5.5.1. High density silicon photomultipliers

One interesting example of SiPM with small cells is the so-called “high density” (HD) SiPM technology, developed in FBK [48, 54]. In HD technology, there are deep trenches (few micrometers deep), with high aspect ratio between the cells to electrically isolate them (as shown in Figure 10). The border region at the edge of each active area in the cells have been reduced to less than 2 μm, making possible to have a high FF of about 80% for a 30-μm cell-pitch SiPM and more than 50% for a 12-μm cell-pitch SiPM. For the FBK previous non-HD technology, the FF was about 60% for a 40-μm pitch SiPM [41]. The gain decreases as the cell pitch reduces: it is about 2.4 × 106 for the 30-μm pitch SiPM and 3 × 105 for the 12-μm pitch SiPM, at 5 V of excess bias. Due to the small active area and the trench isolation, the direct crosstalk probability is around 9% for 15 μm cell-pitch SiPM, which have a FF of 62%, whereas it was about 35% for non-HD SiPM with 40 μm cell-pitch (FF of 60%). The PDE, in HD technology, with n-on-p junction is peaked at 550 nm, reaching values of ~40% at 4 V of excess bias, and ~50% at 10 V of excess bias, for the 30 μm pitch SiPM-HD, and 25% for the 12 μm pitch SiPM-HD (see Figure 10).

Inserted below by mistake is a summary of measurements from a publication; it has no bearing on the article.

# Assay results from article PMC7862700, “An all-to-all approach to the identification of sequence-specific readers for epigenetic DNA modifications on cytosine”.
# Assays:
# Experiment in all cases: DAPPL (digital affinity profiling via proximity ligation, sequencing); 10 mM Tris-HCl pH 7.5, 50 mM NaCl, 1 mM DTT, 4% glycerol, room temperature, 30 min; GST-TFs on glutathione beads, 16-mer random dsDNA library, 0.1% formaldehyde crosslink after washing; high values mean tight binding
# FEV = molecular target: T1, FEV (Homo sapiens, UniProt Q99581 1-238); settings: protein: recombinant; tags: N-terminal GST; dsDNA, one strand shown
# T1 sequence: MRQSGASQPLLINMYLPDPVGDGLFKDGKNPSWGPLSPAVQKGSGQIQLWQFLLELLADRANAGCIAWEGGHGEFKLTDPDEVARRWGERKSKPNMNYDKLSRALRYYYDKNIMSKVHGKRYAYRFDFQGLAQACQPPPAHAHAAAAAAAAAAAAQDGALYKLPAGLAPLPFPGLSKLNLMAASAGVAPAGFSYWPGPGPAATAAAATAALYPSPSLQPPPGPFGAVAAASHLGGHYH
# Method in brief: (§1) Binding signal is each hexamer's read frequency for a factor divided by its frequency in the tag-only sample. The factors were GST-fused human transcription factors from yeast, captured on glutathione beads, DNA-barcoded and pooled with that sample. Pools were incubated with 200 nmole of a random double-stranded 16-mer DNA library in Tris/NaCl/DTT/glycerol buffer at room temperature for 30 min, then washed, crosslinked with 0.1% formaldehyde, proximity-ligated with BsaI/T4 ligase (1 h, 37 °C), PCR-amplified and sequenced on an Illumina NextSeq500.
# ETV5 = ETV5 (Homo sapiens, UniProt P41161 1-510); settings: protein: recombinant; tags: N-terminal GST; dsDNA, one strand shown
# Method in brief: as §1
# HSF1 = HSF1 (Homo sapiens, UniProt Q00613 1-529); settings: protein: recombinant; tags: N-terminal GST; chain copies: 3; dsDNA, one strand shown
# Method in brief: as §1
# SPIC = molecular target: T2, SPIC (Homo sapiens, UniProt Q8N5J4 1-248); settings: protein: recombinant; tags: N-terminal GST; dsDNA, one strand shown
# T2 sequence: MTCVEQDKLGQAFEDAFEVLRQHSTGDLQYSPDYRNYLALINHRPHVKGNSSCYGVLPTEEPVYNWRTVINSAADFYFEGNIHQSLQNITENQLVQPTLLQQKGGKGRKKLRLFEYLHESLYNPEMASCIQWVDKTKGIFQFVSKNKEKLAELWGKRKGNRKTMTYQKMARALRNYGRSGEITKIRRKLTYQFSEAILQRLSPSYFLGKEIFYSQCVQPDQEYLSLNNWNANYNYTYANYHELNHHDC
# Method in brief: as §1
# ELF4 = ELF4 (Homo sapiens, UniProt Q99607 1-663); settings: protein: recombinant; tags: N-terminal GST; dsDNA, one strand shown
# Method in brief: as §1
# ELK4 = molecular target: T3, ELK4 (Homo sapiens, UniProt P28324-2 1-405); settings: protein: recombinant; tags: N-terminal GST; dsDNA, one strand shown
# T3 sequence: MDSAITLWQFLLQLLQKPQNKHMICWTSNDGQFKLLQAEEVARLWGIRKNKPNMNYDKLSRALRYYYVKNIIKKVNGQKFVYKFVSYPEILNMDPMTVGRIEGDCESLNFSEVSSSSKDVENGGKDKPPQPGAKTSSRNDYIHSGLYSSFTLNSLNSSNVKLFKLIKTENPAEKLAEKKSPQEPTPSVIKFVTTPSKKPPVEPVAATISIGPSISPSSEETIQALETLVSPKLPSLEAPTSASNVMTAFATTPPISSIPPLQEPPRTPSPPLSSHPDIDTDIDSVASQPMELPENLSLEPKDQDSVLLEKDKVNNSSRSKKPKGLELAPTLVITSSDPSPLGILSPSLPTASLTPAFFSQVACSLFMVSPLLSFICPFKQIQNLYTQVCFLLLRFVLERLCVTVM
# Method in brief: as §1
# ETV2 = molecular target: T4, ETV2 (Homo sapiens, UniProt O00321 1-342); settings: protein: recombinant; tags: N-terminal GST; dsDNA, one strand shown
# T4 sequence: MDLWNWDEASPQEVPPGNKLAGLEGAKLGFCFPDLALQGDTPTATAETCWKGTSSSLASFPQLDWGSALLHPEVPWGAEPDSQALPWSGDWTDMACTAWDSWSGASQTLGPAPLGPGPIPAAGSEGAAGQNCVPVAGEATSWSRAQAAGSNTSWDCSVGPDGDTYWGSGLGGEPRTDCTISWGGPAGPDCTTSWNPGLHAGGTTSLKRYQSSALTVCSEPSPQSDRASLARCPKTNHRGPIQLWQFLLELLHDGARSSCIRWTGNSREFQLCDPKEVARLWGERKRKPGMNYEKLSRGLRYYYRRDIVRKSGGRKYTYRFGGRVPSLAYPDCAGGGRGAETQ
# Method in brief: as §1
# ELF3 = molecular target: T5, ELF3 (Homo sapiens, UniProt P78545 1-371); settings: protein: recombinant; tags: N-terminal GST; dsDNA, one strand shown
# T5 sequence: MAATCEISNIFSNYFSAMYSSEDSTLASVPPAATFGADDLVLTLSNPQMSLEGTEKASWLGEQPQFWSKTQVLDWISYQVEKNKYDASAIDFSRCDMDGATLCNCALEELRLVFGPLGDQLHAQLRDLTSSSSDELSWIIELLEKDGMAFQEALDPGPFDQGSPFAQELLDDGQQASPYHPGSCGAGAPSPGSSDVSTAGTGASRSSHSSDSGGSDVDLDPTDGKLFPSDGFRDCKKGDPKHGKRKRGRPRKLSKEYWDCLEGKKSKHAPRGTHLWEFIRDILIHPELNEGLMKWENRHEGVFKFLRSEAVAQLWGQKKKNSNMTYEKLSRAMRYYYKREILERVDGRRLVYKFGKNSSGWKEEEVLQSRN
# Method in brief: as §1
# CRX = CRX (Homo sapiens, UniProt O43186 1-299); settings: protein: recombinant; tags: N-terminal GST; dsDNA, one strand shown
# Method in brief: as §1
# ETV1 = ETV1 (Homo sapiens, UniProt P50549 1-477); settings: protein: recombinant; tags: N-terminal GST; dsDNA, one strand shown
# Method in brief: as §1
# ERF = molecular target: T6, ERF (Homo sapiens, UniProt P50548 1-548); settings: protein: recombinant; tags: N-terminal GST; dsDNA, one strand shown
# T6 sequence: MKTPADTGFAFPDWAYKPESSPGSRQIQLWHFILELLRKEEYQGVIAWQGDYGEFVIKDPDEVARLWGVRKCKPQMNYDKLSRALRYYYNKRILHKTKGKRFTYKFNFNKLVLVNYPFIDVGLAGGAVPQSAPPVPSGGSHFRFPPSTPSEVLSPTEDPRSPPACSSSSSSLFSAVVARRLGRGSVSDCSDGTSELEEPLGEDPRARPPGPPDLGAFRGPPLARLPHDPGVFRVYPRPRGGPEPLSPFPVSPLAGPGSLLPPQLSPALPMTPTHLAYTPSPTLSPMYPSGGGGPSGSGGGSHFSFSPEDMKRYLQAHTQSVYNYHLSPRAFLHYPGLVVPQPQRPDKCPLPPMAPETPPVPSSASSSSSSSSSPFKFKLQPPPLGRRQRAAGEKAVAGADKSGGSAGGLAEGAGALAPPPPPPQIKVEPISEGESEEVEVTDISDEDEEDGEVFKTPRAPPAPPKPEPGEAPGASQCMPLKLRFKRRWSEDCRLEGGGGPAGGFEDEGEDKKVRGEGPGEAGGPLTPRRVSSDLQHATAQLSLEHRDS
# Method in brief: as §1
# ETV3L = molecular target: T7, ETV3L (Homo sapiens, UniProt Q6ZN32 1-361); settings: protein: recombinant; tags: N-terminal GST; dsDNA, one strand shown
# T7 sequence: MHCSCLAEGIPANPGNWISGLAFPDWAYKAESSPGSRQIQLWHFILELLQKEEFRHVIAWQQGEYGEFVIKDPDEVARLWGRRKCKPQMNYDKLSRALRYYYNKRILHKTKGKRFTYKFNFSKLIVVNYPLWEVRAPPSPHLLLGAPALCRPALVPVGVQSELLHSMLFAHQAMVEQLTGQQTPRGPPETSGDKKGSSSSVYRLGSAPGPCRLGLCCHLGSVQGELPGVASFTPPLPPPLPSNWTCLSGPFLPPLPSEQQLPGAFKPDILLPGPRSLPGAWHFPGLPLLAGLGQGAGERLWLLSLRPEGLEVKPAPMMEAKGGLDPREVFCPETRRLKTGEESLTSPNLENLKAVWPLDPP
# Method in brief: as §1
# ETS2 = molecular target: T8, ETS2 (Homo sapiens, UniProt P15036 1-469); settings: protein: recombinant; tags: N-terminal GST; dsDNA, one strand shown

Figure 10.

Schematic representation of RGB-HD SiPM structure (a). SEM image of a 12-μm cell pitch SiPM with details of the single microcell (b). Measured performance of high density SiPMs: gain (c), direct crosstalk probability (d), and PDE vs. wavelength (e) of RGB-HD and one NUV-HD (e).